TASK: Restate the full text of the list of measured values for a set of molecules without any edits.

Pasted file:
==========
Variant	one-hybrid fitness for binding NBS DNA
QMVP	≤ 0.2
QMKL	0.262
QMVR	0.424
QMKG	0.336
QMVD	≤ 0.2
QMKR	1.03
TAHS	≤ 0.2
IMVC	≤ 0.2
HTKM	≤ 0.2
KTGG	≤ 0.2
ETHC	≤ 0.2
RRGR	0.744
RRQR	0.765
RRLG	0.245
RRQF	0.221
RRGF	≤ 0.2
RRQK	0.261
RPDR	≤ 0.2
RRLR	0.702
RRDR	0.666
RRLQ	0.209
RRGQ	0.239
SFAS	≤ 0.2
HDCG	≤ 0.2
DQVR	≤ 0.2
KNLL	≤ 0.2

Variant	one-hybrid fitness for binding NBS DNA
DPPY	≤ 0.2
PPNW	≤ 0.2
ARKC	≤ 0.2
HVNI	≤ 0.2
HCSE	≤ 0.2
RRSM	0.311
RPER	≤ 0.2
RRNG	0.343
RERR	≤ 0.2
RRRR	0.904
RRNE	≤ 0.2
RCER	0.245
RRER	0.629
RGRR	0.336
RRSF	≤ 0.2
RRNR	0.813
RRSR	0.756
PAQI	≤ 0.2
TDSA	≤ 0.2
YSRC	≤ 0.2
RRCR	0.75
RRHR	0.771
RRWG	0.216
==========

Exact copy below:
Variant	one-hybrid fitness for binding NBS DNA
QMVP	≤ 0.2
QMKL	0.262
QMVR	0.424
QMKG	0.336
QMVD	≤ 0.2
QMKR	1.03
TAHS	≤ 0.2
IMVC	≤ 0.2
HTKM	≤ 0.2
KTGG	≤ 0.2
ETHC	≤ 0.2
RRGR	0.744
RRQR	0.765
RRLG	0.245
RRQF	0.221
RRGF	≤ 0.2
RRQK	0.261
RPDR	≤ 0.2
RRLR	0.702
RRDR	0.666
RRLQ	0.209
RRGQ	0.239
SFAS	≤ 0.2
HDCG	≤ 0.2
DQVR	≤ 0.2
KNLL	≤ 0.2

Variant	one-hybrid fitness for binding NBS DNA
DPPY	≤ 0.2
PPNW	≤ 0.2
ARKC	≤ 0.2
HVNI	≤ 0.2
HCSE	≤ 0.2
RRSM	0.311
RPER	≤ 0.2
RRNG	0.343
RERR	≤ 0.2
RRRR	0.904
RRNE	≤ 0.2
RCER	0.245
RRER	0.629
RGRR	0.336
RRSF	≤ 0.2
RRNR	0.813
RRSR	0.756
PAQI	≤ 0.2
TDSA	≤ 0.2
YSRC	≤ 0.2
RRCR	0.75
RRHR	0.771
RRWG	0.216